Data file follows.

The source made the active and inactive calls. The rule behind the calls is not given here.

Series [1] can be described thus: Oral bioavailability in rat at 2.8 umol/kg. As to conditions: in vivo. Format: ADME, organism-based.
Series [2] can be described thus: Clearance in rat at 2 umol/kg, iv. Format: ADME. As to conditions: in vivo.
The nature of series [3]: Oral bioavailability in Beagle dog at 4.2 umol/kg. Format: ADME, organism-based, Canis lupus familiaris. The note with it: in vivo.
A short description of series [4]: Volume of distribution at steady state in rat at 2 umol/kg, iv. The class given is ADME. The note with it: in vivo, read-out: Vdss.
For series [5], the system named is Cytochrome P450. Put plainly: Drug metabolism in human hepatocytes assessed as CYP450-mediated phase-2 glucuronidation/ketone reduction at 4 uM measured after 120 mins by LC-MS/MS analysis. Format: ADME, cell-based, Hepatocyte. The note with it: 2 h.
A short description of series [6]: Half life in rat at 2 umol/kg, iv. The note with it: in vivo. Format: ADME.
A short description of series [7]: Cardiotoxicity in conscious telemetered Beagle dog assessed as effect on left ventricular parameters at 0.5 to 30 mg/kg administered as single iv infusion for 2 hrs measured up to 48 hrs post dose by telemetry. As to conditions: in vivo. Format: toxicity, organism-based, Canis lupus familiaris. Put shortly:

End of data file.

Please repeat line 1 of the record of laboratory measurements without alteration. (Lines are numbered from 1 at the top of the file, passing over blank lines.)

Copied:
The source made the active and inactive calls. The rule behind the calls is not given here.